The company has a trendsetting series of new scanners set to drop this summer.
(Pictured above: Panasonic's Joe Odore briefs press and analysts about the company's new scanner line at Panasonic headquarters on May 1.)
It isn’t often that Panasonic’s scanner division hosts an event for press and analysts, in fact, I can’t remember the last time they did, but with a host of new products in the works, the timing was perfect for this event.
Panasonic Product Manager Joe Odore kicked off the briefing, held at Panasonic headquarters in Newark, NJ, on May 1, with a presentation that charted the history of Panasonic scanners and its key milestones in the scanner segment, and provided an update on recent product introductions and a roadmap for 2018 and beyond, the latter of which is under NDA. The event also featured presentations from Tim Jeffries, sales and channel manager, CVision and Steve Young, president, Square 9, each representing a Panasonic software partner. Both companies offer software that further expands the functionality of Panasonic’s scanners with the CVision product included in the box while Square 9’s products are available as an option.
Panasonic first entered the scanner business in 1993 with the KV-51, a document scanner with a built-in printer. Among the company’s milestones in the scanner space was the introduction of its first SCSI (small computer system interface) scanner and ultrasonic double-feed detection in the mid 1990’s, and Panasonic Image Enhancement Technology, now known as Hardware Image Processing, in 1999. By the early 2000’s, the company introduced its first desktop scanner with self-cleaning technology and the ability to feed cards as well as its first color and production scanners. Odore emphasized that the company’s entire scanner product line is targeted to everyday B2B needs.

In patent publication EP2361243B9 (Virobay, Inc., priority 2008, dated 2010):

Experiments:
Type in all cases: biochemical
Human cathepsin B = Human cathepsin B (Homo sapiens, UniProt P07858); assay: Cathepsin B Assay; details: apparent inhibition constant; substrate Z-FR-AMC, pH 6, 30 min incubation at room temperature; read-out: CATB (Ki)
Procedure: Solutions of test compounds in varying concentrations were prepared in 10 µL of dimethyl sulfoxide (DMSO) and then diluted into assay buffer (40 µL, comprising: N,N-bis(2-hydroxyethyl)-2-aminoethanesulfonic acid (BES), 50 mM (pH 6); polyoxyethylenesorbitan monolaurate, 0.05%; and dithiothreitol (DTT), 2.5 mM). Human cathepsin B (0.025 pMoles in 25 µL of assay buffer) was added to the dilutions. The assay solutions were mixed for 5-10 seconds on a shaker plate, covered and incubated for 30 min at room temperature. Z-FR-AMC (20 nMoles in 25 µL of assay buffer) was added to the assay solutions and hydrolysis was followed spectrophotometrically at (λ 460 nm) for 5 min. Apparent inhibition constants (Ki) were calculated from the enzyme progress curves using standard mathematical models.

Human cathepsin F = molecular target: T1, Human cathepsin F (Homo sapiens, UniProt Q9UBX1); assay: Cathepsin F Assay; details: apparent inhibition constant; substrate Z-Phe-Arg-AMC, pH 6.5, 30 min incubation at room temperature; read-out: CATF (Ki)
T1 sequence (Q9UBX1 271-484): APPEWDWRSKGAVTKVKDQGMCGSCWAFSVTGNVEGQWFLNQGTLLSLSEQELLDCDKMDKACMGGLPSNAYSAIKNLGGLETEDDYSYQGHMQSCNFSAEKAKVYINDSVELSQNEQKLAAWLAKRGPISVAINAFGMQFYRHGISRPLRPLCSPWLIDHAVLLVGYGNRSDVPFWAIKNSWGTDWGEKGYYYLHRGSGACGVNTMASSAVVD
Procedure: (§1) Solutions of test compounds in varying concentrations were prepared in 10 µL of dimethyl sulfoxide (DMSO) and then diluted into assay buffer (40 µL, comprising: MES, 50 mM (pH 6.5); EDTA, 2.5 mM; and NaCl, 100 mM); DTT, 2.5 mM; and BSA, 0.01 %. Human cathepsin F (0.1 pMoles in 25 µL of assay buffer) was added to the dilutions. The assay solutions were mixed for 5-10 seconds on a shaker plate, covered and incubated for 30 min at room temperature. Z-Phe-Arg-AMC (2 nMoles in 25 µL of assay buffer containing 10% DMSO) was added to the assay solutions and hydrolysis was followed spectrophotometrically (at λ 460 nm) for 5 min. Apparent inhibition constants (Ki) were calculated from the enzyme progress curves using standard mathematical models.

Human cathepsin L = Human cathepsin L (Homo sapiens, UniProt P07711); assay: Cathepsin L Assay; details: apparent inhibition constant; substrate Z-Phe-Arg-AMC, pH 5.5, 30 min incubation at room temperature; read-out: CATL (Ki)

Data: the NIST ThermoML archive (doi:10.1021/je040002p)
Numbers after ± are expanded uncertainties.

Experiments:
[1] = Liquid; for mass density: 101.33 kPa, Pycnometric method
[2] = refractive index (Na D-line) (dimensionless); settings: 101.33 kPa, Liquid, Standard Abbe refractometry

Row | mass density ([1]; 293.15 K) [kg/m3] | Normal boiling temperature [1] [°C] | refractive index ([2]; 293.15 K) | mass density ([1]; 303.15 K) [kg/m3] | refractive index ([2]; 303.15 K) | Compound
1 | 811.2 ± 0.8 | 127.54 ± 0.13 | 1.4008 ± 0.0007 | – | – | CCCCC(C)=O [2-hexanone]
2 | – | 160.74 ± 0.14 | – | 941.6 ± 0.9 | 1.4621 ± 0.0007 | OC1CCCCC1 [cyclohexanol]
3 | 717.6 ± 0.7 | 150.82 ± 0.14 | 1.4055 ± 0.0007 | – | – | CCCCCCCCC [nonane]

After taking us through the company’s existing product line, including the latest compact model introduced earlier this year, the KV-S1026C-MKII, Odore introduced the products—all under NDA—that will be released this summer. What we can report at this time is that Panasonic is building on its existing scanner technology with models that are in synch with some of the trends happening in today’s workplace, including how people work and where they store and access information.
Panasonic’s mid-term target is expanding its B2B approach by focusing on key verticals such as healthcare, legal, and others—markets where the company’s existing scanners play well.
Acknowledging Panasonic may not be the biggest scanner manufacturer, Odore concluded his presentation by emphasizing that Panasonic is an easy company to do business with and that its primary focus is on its customers/partners.
“We are not there just to sell a piece of hardware, we’re here to make an investment into our partnership,” acknowledged Odore. “No one gives them the amount of attention [that we do] on a day- to-day basis.”
Overall, this was a well-conceived and well-structured event that provided attendees with an in-depth understanding of Panasonic’s scanner business, its roadmap for the future, and the contributions of its software partners and the company’s appreciation of its channel partners, including the office technology dealer channel.
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